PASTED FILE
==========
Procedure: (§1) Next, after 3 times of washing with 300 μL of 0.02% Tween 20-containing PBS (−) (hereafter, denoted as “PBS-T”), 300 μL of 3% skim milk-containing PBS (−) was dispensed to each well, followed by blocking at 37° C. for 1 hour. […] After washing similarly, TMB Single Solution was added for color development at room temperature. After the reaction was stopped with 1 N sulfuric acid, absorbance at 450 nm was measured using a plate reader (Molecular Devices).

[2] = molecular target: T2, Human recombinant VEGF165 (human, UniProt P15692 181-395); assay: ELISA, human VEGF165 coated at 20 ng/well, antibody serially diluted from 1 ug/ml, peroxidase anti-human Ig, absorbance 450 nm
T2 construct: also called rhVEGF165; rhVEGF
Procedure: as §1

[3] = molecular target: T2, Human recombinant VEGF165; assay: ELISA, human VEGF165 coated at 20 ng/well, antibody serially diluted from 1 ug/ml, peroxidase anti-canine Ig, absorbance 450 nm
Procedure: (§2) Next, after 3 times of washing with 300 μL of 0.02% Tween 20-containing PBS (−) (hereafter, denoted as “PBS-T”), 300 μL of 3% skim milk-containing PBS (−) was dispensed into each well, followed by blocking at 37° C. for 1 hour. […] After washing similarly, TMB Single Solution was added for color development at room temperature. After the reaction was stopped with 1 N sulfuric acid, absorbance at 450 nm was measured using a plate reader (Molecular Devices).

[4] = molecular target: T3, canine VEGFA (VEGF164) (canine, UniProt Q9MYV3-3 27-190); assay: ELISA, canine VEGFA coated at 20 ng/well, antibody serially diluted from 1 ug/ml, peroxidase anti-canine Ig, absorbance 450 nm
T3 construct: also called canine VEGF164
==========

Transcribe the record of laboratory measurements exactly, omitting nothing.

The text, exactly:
Procedure: (§1) Next, after 3 times of washing with 300 μL of 0.02% Tween 20-containing PBS (−) (hereafter, denoted as “PBS-T”), 300 μL of 3% skim milk-containing PBS (−) was dispensed to each well, followed by blocking at 37° C. for 1 hour. […] After washing similarly, TMB Single Solution was added for color development at room temperature. After the reaction was stopped with 1 N sulfuric acid, absorbance at 450 nm was measured using a plate reader (Molecular Devices).

[2] = molecular target: T2, Human recombinant VEGF165 (human, UniProt P15692 181-395); assay: ELISA, human VEGF165 coated at 20 ng/well, antibody serially diluted from 1 ug/ml, peroxidase anti-human Ig, absorbance 450 nm
T2 construct: also called rhVEGF165; rhVEGF
Procedure: as §1

[3] = molecular target: T2, Human recombinant VEGF165; assay: ELISA, human VEGF165 coated at 20 ng/well, antibody serially diluted from 1 ug/ml, peroxidase anti-canine Ig, absorbance 450 nm
Procedure: (§2) Next, after 3 times of washing with 300 μL of 0.02% Tween 20-containing PBS (−) (hereafter, denoted as “PBS-T”), 300 μL of 3% skim milk-containing PBS (−) was dispensed into each well, followed by blocking at 37° C. for 1 hour. […] After washing similarly, TMB Single Solution was added for color development at room temperature. After the reaction was stopped with 1 N sulfuric acid, absorbance at 450 nm was measured using a plate reader (Molecular Devices).

[4] = molecular target: T3, canine VEGFA (VEGF164) (canine, UniProt Q9MYV3-3 27-190); assay: ELISA, canine VEGFA coated at 20 ng/well, antibody serially diluted from 1 ug/ml, peroxidase anti-canine Ig, absorbance 450 nm
T3 construct: also called canine VEGF164